transfering water from a slow syphon into my water tank

We are starting to have more frequent droughts. We use rainwater to fill a 20k liter tank but in the summer that is no longer enough to get us through to spring wet season. My neighbor allows me to tap into his spring some 600 meters away. It will just siphon onto my property line at a rate of about 1 liter per minute through 20 mm black plastic pipe.

I dug a hole and put a plastic jerry can to collect some 20 liters at a time. I found a really cool distance sensor project (1-Wire Water Level Measurement Sensor), copied it with mods and it works…uses a Sharp IR sensor, a length of PVC and a reflective float. The pvc was just right to snugly press fit into a recess in the jerry can cap.

A 24 v 190 Watt PV panel is located just up the hill, drives a 90 volt 2 amp piston pump (runs at just the right rate when connected to the panel or the 24 Volt battery (2 X 12V truck batteries).

It might sound silly to use a 90VDC pump on a 24 panel but it only draws about 0.3 amp under load and it trickles uphill about 15 feet vertical, 30 yard horizontal distance just the right rate. And it is paid for :slight_smile:

I’ve built a battery charger based on fig 2 of Arduino Solar Battery Charge Controller. the idea is to use the batteries to run the pump 24/7 instead of just during daylight by direct pump to Panel connection. The batteries are huge (450 X 200 X 200 mm each, 2 X 12 V in series).

Soooo, here is my problem: I am not good at logic. I need the pump to turn on when the level is 4 inches from sensor and turn off when 7 inches from sensor. I tried using this:

If Distance (from sensor to float) < 4 (inches) && Distance >> 7 inches then turn on pump. But of course that is true as soon as a little water siphons into the jerry can and the pump just turns on/off too rapidly.

My sketch is “in progress” but I’ve attached in case it is helpful. It is my typical hack job of the work of others. Also, I am using a spare Jeenode V6 instead of an Uno.

Please suggest some code to cycle this system to capture the trickle of water efficiently, Thanks!

SANY0020.JPG

WaterLevelSensorParts.jpg

SANY0010.JPG

SANY0012.JPG

Solar_Charging_and_Pump_ControllerDEBUG.ino (3.82 KB)

if ( water level is less than 4" from sensor )
{
pump OFF
}
else
{
if ( water is more than 7" from sensor )
{
pump ON
}
}

okay?

Hi GoForSmoke, thanks for that but…

I can’t quite get it through my head.

you said:

if ( water level is less than 4" from sensor )
{
pump OFF
}

I may not have been clear…the IR sensor is in the cap of the jerry can, looking down. I need to empty the can into my big tank located uphill every time the Jcan fills. So when the water level is less than 4" from sensor the status of the container is FULL. OK, so I’ll turn the pump on then. Right?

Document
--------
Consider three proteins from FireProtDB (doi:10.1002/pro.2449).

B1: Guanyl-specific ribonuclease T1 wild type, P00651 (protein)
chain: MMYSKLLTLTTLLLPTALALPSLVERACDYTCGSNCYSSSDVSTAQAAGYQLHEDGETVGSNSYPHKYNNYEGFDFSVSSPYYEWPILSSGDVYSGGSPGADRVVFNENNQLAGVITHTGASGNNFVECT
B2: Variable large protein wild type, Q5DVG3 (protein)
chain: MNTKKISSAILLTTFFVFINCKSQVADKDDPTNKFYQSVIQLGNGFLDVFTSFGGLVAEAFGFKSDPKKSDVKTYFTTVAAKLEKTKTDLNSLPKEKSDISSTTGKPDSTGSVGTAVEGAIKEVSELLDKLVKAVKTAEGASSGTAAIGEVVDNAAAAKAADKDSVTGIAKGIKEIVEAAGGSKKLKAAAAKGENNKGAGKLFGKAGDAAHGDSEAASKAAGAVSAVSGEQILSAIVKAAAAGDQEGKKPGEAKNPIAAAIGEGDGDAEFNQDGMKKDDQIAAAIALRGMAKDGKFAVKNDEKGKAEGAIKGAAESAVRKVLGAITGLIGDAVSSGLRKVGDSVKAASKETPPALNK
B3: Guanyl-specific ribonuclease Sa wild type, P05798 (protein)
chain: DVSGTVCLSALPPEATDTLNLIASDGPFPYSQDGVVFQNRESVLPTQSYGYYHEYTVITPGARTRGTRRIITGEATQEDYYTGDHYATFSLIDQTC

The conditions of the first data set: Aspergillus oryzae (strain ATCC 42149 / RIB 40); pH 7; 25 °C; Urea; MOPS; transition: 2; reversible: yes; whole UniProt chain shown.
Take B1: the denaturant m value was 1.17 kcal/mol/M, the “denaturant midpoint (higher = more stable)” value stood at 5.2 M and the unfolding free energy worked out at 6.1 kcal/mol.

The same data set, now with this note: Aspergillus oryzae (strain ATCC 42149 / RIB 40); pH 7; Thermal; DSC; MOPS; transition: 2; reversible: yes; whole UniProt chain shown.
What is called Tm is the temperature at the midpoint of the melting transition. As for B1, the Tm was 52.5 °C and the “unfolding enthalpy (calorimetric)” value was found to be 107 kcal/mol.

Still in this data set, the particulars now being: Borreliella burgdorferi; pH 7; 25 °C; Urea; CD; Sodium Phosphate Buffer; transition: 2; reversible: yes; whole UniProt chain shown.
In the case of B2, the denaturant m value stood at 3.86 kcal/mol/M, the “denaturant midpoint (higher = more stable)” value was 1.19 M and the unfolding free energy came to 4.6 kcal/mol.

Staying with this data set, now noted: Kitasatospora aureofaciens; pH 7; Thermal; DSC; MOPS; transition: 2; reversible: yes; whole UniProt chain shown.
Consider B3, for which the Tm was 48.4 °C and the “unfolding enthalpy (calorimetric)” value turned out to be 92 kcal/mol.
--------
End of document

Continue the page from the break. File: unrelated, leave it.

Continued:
Now it must run until the Distance is 7 and shut off:

else
{
if (water is more than 7" from sensor)
{
pump OFF
}
}

So, thinking through a cycle, starting out empty and filling:

Water distance > 7" so pump is off,
Water trickles in and the can fills, it gets to 6"… Thats what I don’t understand…what happens in this case? Will it fill until it gets to less than 4 inches? It is no longer more than 7"…so what happens? Nothing? it just skips over and loops until one of the if else conditions is met? That would great! I’ll try it.

I know this is basic stuff and really sometimes I do pretty good but the more I thought about this one the more I was chasing my tail. Thanks GFS

Water trickles in and the can fills, it gets to 6"... Thats what I don't understand...what happens in this case?

You do nothing.

if ( water level is less than 4" from sensor ) { pump OFF } else if ( water is more than 7" from sensor ) { pump ON } else ** {** ** DO NOTHING** ** }**

"Do nothing" is not the same thing as turning the pump on or off. It is leaving it in the same state it was.

I'm writing to wrap up this in case someone like me and in need stumbles upon it. Great moments in programming logic: DO NOTHING!

I had it lodged in my gob that I HAD to tell the pump to DO NOTHING when I did not want it to pump. Now I get it... I, the Programmer, had to do nothing. Once the instructions were given to turn on in case 1 and off in case 2, there was no need for further instruction.

It is now controlling an LED in responce to water level, but will "harden" the system and install the pump...I am happy to work with someone who might have a similar application and similar "low-tech" background as me. Big relief to have steady, albeit slow, water when the rains fail.

Thanks to the usual suspects, GFS and Nick for your indulgence!